Religion beyond the right
As the Boy Scouts of America reassesses its ban on gay Scouts and leaders, we’re hearing a lot about the organization’s need to remain sensitive to people whose religions condemn homosexual behavior. Their morals must be properly respected, their God aptly revered.
But what about the morals and the God of people whose religions exhort them to be inclusive and to treat gays and lesbians with the same dignity as anyone else? There are many Americans in this camp, and their opposition to the Scouts’ ban is as faith-based as the stance of those who want it maintained.
Take Scott Ward, 48, a public relations executive and married father of three in Takoma Park, Md. He’s a Scout leader, with a 10-year-old son who’s a Scout. He’s also an elder in his Presbyterian church.
And for him, the ban must go not in spite of what Christianity says about homosexuality (or what selective literalists have decided it says), but because of what it says about humanity.
“From my faith perspective, singling people out for exclusion from the life of the church or the life of the community cannot possibly be part of God’s plan,” Ward told me on the phone recently.
He added, “If you look at the people Jesus tended to be most suspicious of, they were people who sat in positions of authority to say that they had the unique ability to judge others.”
We refer incessantly in this country to the “religious right,” a phrase routinely presented as if it’s some sort of syllogism: To be devoutly religious is to gravitate to a certain side of the political spectrum, one set of values dictating the other. “Christian conservatives” is an almost equally ubiquitous bit of alliteration.
But there’s a religious center. A religious left. There are Christian moderates and Christian liberals: less alliterative and less dogmatic, but perhaps no less concerned with acting in ways that reflect moral ideals. We should better acknowledge that and them.
And we should stop equating conventional piety with certain issues only and sexual morality above other kinds.
Our tendency to do that was illustrated by the hullabaloo last year over the Nuns on the Bus. The Vatican officials who wanted them to be more assertively anti-abortion and anti-birth control were portrayed as the dutiful guardians of tradition, while the nuns, focused on matters of economic justice, were the rebels.
Why? It’s as fundamentally Catholic and Christian to care about the underprivileged as to safeguard the unborn (or to combat homosexuality). Indeed, many Catholics look to a politician’s social welfare policies as much as they do to other positions, and vote in a manner that would be accorded a label other than conservative.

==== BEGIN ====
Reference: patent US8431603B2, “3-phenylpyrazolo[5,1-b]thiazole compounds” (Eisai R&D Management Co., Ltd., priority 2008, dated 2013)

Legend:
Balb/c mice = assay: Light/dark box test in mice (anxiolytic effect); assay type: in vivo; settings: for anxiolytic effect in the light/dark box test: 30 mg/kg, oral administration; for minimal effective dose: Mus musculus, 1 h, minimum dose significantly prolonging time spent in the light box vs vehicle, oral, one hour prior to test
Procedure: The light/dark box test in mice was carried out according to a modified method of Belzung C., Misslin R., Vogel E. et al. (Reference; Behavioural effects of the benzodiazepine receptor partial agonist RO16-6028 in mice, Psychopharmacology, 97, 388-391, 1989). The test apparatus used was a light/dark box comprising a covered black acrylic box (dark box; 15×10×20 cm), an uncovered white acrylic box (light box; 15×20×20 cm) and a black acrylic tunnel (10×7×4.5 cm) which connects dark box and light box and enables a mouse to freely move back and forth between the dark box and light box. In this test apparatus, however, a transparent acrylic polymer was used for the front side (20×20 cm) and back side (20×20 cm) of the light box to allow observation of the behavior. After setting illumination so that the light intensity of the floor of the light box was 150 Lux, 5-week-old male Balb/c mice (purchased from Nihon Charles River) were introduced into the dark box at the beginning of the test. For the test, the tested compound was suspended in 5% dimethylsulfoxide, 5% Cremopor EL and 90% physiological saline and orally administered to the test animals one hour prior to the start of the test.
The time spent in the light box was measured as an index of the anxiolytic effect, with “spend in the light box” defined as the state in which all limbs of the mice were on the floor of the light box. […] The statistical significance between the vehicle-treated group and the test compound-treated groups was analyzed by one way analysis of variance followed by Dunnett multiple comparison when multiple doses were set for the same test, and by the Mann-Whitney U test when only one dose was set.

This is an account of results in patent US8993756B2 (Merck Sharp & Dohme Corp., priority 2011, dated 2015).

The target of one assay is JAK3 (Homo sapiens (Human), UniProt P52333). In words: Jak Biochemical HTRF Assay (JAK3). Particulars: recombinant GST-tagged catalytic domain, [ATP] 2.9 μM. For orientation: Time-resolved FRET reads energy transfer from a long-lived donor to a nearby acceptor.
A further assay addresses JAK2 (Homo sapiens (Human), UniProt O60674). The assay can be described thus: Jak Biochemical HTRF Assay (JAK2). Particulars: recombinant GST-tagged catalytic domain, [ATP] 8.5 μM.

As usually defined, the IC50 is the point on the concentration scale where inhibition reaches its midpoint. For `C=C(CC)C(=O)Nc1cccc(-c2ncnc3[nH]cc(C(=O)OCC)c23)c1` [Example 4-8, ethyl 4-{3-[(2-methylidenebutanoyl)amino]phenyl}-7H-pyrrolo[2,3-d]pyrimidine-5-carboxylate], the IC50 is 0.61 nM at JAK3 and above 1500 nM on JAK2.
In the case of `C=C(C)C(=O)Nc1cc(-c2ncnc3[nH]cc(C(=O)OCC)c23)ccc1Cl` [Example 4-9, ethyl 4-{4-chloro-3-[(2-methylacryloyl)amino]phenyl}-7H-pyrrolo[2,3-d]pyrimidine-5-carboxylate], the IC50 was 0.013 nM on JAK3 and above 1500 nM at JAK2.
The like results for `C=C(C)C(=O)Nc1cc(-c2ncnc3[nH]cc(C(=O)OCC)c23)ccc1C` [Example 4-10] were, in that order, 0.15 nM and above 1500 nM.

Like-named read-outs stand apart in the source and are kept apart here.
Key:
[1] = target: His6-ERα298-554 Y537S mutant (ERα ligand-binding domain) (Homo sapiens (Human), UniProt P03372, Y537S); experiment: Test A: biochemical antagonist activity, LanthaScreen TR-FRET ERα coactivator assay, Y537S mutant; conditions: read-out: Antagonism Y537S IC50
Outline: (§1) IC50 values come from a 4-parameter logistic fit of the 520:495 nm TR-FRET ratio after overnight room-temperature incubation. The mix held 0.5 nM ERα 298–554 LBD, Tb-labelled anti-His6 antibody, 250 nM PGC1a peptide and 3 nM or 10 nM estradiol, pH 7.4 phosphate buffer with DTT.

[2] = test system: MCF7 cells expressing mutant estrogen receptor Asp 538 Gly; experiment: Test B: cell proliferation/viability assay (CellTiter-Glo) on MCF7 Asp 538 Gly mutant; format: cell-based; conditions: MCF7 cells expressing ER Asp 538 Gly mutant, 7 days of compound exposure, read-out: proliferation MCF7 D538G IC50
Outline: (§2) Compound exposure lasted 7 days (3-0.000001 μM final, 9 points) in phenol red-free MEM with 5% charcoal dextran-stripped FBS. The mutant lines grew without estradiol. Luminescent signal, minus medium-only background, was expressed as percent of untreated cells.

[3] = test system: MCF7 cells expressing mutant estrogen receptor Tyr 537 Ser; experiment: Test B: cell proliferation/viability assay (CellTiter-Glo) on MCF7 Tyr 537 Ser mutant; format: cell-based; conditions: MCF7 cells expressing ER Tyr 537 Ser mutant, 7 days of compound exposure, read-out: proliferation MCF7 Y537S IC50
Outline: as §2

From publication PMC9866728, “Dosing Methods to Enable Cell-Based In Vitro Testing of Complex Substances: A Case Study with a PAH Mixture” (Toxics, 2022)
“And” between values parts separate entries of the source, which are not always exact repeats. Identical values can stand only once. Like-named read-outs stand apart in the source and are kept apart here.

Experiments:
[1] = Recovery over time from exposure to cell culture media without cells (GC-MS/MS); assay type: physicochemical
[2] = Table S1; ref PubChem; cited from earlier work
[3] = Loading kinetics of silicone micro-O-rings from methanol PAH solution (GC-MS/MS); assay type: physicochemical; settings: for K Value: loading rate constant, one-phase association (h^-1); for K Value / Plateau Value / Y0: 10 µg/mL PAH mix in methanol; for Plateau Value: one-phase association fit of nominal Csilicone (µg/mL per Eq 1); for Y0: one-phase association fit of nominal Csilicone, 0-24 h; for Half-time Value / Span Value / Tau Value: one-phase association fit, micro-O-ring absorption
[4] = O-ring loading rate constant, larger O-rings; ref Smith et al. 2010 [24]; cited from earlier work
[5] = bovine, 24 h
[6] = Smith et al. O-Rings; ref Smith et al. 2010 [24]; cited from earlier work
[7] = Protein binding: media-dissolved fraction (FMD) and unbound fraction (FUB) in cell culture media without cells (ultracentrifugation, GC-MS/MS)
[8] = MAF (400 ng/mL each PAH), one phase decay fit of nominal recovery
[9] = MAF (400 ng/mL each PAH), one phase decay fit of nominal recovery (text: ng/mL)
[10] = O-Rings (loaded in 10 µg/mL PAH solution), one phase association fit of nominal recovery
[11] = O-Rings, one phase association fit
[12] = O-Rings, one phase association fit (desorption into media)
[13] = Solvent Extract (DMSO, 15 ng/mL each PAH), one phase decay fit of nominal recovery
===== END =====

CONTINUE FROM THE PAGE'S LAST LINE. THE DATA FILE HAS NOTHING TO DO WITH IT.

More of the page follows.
Many people of faith are pacifists, and that’s a decisive factor in how they cast their ballots, though this concern is infrequently characterized in religious terms. “I find it perplexing the way the ‘moral values’ phrase is used,” said the Rev. Mark Greiner, the pastor at the Presbyterian church that Ward attends. “Concern for the environment, concern for workers’ rights: Those are moral values,” he told me. “But the phrase ends up being limited to matters of human sexuality, as if Jesus was primarily concerned with what people did with their reproductive parts. It’s crazy-making.” Greiner wants the ban on gay Scouts and leaders lifted.
Religion is inevitably part of the Scouts’ debate: More than 70 percent of local Scout troops are chartered by religious groups.
Later this month, the organization’s National Council will vote on a recommendation that the ban on gay Scouts be lifted but the prohibition against gay leaders be preserved. The Mormons have indicated they can live with this. The National Catholic Committee on Scouting has been vague.
The Baptists have cried foul, as have evangelicals like Tony Perkins, the president of the Family Research Council, which sponsored a webcast over the weekend called “Stand with Scouts Sunday.” Texas Gov. Rick Perry appeared on it to denounce any change to the ban, and for good measure called homosexuality “the flavor of the month.” Like pralines ’n’ cream, I guess.
But that’s not the whole story. The Episcopal Church wants all aspects of the ban lifted, as does the National Jewish Committee on Scouting, whose former chairman, a Baltimore lawyer named Jay Lenrow, told me that while no troop should be forced to choose a gay leader, no troop should be prevented from doing so, either.
He noted that our country was founded on a principle of religious freedom; that the Scouts’ bylaws require equal treatment of every religion’s teachings; and that certain denominations — the Episcopal Church and the Presbyterian Church (USA), for example — ordain gay and lesbian ministers. By the Scouts’ current rules, those very ministers, fit for the pulpit, aren’t deemed fit to lead a troop.
Isn’t that as much of an insult to their religions as the ban’s end would be to Perkins, Perry and their kind?
Frank Bruni is a columnist for The New York Times.